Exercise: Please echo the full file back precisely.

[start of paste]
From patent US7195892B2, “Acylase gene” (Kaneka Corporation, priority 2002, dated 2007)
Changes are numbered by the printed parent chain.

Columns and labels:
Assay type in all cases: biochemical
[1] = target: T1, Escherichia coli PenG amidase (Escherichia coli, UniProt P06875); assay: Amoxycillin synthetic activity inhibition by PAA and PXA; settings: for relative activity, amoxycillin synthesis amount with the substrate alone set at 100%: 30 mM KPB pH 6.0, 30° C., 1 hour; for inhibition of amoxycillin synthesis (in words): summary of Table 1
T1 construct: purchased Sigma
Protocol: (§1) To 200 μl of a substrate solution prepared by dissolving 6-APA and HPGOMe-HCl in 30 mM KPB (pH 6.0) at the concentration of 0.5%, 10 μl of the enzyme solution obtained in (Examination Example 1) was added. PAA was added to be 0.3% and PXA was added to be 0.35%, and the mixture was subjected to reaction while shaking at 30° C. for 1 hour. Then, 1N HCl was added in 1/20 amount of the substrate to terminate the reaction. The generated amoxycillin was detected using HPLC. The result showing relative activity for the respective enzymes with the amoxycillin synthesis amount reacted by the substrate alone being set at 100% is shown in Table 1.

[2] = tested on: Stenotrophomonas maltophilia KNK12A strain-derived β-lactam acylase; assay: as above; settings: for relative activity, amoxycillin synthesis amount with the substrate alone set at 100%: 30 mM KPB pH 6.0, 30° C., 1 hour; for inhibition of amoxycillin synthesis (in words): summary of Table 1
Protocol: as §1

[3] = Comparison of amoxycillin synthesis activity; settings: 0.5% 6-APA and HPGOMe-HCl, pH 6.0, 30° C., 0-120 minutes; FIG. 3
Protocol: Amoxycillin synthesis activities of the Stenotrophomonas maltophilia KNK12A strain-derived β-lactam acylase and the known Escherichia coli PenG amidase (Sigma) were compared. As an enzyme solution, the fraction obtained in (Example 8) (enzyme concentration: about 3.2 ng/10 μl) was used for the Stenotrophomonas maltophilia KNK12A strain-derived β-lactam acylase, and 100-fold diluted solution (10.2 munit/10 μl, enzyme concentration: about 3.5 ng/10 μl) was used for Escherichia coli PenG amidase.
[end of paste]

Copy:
From patent US7195892B2, “Acylase gene” (Kaneka Corporation, priority 2002, dated 2007)
Changes are numbered by the printed parent chain.

Columns and labels:
Assay type in all cases: biochemical
[1] = target: T1, Escherichia coli PenG amidase (Escherichia coli, UniProt P06875); assay: Amoxycillin synthetic activity inhibition by PAA and PXA; settings: for relative activity, amoxycillin synthesis amount with the substrate alone set at 100%: 30 mM KPB pH 6.0, 30° C., 1 hour; for inhibition of amoxycillin synthesis (in words): summary of Table 1
T1 construct: purchased Sigma
Protocol: (§1) To 200 μl of a substrate solution prepared by dissolving 6-APA and HPGOMe-HCl in 30 mM KPB (pH 6.0) at the concentration of 0.5%, 10 μl of the enzyme solution obtained in (Examination Example 1) was added. PAA was added to be 0.3% and PXA was added to be 0.35%, and the mixture was subjected to reaction while shaking at 30° C. for 1 hour. Then, 1N HCl was added in 1/20 amount of the substrate to terminate the reaction. The generated amoxycillin was detected using HPLC. The result showing relative activity for the respective enzymes with the amoxycillin synthesis amount reacted by the substrate alone being set at 100% is shown in Table 1.

[2] = tested on: Stenotrophomonas maltophilia KNK12A strain-derived β-lactam acylase; assay: as above; settings: for relative activity, amoxycillin synthesis amount with the substrate alone set at 100%: 30 mM KPB pH 6.0, 30° C., 1 hour; for inhibition of amoxycillin synthesis (in words): summary of Table 1
Protocol: as §1

[3] = Comparison of amoxycillin synthesis activity; settings: 0.5% 6-APA and HPGOMe-HCl, pH 6.0, 30° C., 0-120 minutes; FIG. 3
Protocol: Amoxycillin synthesis activities of the Stenotrophomonas maltophilia KNK12A strain-derived β-lactam acylase and the known Escherichia coli PenG amidase (Sigma) were compared. As an enzyme solution, the fraction obtained in (Example 8) (enzyme concentration: about 3.2 ng/10 μl) was used for the Stenotrophomonas maltophilia KNK12A strain-derived β-lactam acylase, and 100-fold diluted solution (10.2 munit/10 μl, enzyme concentration: about 3.5 ng/10 μl) was used for Escherichia coli PenG amidase.